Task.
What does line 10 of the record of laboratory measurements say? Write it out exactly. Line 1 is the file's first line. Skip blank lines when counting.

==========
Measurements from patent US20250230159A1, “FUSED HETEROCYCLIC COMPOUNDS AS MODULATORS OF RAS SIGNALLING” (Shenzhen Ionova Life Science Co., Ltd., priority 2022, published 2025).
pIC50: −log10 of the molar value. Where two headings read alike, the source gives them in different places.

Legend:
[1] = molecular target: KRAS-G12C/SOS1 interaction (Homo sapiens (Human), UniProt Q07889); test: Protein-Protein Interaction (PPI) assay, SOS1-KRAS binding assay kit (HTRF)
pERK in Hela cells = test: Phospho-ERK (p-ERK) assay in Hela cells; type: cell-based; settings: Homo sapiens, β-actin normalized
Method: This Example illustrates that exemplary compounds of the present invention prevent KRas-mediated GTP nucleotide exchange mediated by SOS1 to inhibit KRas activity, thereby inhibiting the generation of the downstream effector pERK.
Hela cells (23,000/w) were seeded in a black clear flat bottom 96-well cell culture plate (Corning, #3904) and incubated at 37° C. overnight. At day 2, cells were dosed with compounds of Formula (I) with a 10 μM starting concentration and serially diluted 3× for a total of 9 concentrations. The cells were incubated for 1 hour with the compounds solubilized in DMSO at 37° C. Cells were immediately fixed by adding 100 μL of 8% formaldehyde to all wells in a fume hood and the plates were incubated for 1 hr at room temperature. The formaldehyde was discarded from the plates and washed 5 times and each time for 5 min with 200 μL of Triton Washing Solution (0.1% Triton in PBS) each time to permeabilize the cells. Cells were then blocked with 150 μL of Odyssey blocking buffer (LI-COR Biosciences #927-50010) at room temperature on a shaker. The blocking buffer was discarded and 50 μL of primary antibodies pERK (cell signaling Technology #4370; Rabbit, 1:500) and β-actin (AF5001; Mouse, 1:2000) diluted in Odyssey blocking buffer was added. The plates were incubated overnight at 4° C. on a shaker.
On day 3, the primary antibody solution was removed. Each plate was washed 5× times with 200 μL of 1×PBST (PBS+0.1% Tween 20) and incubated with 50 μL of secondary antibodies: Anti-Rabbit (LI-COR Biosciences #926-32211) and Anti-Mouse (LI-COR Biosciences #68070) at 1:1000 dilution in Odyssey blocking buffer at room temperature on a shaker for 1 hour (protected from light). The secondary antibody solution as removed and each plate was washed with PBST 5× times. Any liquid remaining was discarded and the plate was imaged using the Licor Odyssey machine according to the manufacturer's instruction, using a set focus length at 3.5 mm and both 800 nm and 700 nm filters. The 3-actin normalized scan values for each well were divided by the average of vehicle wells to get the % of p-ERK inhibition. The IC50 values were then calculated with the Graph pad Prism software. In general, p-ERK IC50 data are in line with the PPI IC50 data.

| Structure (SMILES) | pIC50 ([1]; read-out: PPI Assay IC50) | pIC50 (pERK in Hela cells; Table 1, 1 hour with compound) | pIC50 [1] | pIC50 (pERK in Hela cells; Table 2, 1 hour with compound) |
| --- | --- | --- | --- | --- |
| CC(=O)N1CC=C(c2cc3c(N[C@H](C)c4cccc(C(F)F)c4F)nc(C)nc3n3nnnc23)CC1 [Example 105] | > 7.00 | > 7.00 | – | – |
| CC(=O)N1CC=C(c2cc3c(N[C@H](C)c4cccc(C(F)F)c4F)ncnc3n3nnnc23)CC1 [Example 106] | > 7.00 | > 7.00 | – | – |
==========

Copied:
| --- | --- | --- | --- | --- |